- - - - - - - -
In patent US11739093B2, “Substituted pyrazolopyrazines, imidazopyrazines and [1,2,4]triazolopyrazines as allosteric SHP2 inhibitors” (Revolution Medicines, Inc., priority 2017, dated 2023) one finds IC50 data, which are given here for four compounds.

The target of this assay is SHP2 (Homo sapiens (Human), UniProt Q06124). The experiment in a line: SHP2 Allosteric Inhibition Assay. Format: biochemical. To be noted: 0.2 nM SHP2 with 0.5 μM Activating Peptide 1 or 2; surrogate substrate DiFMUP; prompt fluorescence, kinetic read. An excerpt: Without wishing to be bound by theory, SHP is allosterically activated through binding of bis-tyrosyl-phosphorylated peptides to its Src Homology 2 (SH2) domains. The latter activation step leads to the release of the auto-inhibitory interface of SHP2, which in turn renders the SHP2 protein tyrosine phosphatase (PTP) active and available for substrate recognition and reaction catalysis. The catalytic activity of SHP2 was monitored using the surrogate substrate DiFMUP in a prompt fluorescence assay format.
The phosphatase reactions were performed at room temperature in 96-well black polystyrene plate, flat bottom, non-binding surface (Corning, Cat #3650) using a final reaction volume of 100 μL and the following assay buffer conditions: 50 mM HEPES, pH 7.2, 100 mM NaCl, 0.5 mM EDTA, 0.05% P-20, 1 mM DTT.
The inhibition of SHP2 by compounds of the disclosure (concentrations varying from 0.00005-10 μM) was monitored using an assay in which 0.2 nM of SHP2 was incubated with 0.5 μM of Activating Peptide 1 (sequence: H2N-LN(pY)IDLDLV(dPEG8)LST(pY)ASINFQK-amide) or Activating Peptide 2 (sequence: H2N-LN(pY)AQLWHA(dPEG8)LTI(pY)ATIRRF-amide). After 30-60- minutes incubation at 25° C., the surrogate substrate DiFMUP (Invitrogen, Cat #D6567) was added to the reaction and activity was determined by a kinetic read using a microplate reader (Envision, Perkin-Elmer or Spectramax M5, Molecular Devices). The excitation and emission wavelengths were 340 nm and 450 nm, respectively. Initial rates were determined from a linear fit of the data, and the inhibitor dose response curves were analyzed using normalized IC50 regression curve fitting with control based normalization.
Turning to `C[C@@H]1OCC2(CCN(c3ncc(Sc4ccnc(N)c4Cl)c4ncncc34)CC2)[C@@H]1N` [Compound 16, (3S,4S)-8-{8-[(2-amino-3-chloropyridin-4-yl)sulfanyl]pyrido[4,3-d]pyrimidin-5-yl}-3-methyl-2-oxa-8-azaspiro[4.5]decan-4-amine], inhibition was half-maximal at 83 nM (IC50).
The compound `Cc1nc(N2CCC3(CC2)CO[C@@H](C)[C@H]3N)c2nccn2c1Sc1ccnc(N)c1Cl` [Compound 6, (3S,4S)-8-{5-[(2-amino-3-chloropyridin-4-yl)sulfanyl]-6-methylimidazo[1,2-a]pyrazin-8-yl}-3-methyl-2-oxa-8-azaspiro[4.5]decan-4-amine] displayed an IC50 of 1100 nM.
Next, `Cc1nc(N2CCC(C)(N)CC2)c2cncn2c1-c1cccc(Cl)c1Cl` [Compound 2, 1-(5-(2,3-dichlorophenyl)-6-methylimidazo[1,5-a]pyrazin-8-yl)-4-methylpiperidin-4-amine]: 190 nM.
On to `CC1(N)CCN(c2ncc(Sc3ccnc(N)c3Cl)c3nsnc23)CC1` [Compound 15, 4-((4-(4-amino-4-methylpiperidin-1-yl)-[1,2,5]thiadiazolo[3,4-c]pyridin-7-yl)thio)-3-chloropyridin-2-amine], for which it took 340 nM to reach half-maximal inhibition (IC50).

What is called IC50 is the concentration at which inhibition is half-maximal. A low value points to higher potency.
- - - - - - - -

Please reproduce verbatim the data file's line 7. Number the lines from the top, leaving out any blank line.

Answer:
Next, `Cc1nc(N2CCC(C)(N)CC2)c2cncn2c1-c1cccc(Cl)c1Cl` [Compound 2, 1-(5-(2,3-dichlorophenyl)-6-methylimidazo[1,5-a]pyrazin-8-yl)-4-methylpiperidin-4-amine]: 190 nM.